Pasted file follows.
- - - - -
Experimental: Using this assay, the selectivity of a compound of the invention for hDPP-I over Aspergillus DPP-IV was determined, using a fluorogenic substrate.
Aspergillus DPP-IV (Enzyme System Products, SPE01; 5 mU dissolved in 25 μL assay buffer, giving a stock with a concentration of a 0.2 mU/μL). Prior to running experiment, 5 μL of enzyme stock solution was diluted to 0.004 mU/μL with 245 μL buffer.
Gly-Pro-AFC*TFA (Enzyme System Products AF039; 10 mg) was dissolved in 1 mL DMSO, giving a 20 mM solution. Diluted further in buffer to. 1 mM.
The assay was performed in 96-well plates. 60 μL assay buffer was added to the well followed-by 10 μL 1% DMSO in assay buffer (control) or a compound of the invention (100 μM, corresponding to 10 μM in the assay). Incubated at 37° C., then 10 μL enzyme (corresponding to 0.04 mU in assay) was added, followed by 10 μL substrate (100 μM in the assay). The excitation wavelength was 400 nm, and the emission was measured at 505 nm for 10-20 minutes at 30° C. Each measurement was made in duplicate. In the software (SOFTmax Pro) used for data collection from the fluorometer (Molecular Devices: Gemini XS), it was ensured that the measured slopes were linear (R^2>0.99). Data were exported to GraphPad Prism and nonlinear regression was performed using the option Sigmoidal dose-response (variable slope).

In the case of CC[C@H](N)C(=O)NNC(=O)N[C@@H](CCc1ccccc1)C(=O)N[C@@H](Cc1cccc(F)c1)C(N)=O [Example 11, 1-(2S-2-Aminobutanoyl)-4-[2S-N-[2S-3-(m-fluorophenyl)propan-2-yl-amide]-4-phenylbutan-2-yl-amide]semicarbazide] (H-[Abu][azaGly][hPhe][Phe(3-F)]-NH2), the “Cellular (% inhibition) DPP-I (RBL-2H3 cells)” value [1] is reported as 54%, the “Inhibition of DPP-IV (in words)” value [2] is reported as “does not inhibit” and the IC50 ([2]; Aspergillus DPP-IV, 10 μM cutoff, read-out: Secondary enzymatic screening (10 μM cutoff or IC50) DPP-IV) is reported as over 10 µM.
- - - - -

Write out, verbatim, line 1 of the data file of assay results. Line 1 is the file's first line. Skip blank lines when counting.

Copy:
Experimental: Using this assay, the selectivity of a compound of the invention for hDPP-I over Aspergillus DPP-IV was determined, using a fluorogenic substrate.